I have been reading Dear Genius: The Letters of Ursula Nordstrom because I thought it would be useful for understanding one of my characters, who like Nordstrom, worked in publishing in the '50s and '60s. (Nordstrom was the children's book editor at Harper's, responsible for some of the world's most enduring children's books -- think the Little Bear books, Maurice Sendak's masterpieces, Louise Fitzhugh's Harriet the Spy and many others.) I have been struck by how little the day to day work of publishing has changed in fifty years. Sure, Nordstrom had to use an operator to place a telephone call in her early days, worked off of carbon copies, and used a telefax to send big news, but the basic elements of making books remains exactly the same. Here are 8 truths that are just as true today as they were in Nordstrom's era:
- The creative process takes time. Nordstrom's authors started books and stopped them, came up with ideas and abandoned them, turned one idea into another as they searched for the best stories to tell and the best shape for their stories. There are not overnight successes.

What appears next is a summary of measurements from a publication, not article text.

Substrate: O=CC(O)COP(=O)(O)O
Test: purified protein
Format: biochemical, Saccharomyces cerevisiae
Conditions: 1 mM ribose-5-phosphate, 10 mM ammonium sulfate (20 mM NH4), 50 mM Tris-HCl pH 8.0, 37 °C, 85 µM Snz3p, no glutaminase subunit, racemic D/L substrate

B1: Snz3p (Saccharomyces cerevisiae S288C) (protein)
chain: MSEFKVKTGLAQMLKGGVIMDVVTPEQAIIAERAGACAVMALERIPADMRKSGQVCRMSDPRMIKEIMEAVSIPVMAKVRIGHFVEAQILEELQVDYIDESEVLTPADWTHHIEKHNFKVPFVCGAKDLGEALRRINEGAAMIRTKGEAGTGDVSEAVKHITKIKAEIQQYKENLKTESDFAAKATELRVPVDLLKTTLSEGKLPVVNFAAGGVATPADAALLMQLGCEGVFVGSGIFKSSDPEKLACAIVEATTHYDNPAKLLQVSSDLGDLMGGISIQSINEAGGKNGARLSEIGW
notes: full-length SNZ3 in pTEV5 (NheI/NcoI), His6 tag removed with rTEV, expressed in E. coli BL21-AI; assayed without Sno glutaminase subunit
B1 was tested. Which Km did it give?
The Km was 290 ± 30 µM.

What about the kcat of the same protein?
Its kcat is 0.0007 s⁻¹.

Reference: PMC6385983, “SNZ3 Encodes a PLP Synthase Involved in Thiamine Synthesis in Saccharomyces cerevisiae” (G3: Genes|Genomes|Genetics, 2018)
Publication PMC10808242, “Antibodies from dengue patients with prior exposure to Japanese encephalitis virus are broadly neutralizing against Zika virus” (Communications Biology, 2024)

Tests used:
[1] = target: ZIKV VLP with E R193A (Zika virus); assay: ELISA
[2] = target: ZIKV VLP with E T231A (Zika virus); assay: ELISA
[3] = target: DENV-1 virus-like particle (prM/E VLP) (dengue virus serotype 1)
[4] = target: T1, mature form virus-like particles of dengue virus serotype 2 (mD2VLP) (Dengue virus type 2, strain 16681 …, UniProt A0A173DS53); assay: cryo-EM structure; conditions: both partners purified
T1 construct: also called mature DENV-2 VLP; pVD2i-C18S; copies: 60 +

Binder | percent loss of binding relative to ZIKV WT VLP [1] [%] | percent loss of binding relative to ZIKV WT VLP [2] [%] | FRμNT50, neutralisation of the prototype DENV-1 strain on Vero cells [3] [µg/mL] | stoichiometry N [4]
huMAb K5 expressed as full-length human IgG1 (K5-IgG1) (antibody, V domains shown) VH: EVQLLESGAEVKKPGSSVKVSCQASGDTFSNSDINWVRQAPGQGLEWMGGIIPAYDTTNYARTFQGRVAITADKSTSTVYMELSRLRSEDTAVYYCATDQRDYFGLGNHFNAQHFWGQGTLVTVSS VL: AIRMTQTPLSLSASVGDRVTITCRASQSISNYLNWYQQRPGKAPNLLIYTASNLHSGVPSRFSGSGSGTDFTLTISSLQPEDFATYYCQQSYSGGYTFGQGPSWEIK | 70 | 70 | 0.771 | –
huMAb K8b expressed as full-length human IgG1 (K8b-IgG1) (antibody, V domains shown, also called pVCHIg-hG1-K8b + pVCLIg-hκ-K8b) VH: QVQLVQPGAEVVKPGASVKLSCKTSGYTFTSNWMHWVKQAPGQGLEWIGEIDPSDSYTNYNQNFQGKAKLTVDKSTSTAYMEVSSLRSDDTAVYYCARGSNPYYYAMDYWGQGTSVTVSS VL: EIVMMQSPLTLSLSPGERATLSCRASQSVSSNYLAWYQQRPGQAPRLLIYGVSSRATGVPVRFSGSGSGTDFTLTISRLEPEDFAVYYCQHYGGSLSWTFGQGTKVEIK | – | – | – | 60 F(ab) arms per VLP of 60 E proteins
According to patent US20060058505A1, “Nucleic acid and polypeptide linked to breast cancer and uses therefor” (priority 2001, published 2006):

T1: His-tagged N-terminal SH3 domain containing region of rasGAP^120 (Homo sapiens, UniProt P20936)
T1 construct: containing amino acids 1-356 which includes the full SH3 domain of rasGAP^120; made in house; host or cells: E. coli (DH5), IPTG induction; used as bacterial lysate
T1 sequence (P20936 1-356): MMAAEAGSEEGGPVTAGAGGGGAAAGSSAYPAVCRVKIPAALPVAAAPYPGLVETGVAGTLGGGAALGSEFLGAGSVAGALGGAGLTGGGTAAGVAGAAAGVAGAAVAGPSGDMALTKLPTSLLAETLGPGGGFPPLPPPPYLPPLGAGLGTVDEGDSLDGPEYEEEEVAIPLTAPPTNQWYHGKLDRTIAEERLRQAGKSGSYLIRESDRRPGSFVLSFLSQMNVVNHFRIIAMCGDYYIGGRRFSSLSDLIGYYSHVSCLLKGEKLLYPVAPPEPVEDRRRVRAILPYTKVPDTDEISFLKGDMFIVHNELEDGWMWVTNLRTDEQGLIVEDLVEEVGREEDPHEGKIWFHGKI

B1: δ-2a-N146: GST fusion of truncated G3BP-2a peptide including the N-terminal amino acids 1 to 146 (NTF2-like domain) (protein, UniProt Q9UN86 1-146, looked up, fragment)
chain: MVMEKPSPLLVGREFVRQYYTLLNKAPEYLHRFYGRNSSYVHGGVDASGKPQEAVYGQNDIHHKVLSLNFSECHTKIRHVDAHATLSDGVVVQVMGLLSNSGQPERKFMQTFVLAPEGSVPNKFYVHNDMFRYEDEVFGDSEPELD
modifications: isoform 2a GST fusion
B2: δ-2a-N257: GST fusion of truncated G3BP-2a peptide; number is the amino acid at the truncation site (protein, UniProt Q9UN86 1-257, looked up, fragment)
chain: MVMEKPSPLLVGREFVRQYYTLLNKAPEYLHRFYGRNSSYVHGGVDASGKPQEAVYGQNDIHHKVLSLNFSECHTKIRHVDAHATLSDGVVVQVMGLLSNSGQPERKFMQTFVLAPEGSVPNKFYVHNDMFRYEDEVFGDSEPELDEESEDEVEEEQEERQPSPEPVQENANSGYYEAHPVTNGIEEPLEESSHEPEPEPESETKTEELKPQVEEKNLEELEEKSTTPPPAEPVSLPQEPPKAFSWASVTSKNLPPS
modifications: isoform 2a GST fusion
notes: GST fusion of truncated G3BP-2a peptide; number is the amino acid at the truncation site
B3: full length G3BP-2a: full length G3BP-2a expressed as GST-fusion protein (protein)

Writers need critics. It's hard to imagine that a book like Where the Wild Things Are was ever anything less than perfect, but Nordstrom picked apart all her writers' stories, questioning every word of the story and every line of art. She was ruthless. And it worked. Deadlines loom. Nordstrom is forever writing her authors to ask, "Where are your pages?" The sales people matter. Nordstrom travels to Boston and Los Angeles, among other places, to attend sales conferences and pitch the books she's working on. She talks about what illustrations to put in the catalog to capture the sales' people's attention, and how to present the stories in the best light. The competition is at your heels. We think of today's marketplace as being wildly competitive, but it wasn't so different back in the day. Nordstrom would go to great lengths to prevent her writers or illustrators taking a contract from a competitive house, and she seemed to hate it when a competitive house came out with a book she considered great. It's good to win awards. Nordstrom had many Newbrry and Caldecott winners, and there was always much rejoicing because awards almost always mean bigger sales. Nordstrom often spoke about wanting to help her writers and illustrators make enough money to stop doing their day jobs. Books need champions. Nordstrom helped usher a book to publication that included the first-ever homeoerotic scene between teenage boys. (She was a staunch believer that books should never speak down to children -- it's very inspiring.) She wrote several letters to leading psychologists in order to get a quote that would lend the book credibility.Making books is satisfying work. What comes through Nordstrom letters is, above all, a sense of absolute joy. She obviously loved her work in a very profound way -- and that love is still the only good reason to do it.